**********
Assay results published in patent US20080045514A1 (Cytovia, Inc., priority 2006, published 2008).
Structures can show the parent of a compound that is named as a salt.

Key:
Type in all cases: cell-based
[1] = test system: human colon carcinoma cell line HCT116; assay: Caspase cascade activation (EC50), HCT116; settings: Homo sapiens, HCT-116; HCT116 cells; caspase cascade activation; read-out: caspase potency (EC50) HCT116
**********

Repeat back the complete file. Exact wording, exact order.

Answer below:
Assay results published in patent US20080045514A1 (Cytovia, Inc., priority 2006, published 2008).
Structures can show the parent of a compound that is named as a salt.

Key:
Type in all cases: cell-based
[1] = test system: human colon carcinoma cell line HCT116; assay: Caspase cascade activation (EC50), HCT116; settings: Homo sapiens, HCT-116; HCT116 cells; caspase cascade activation; read-out: caspase potency (EC50) HCT116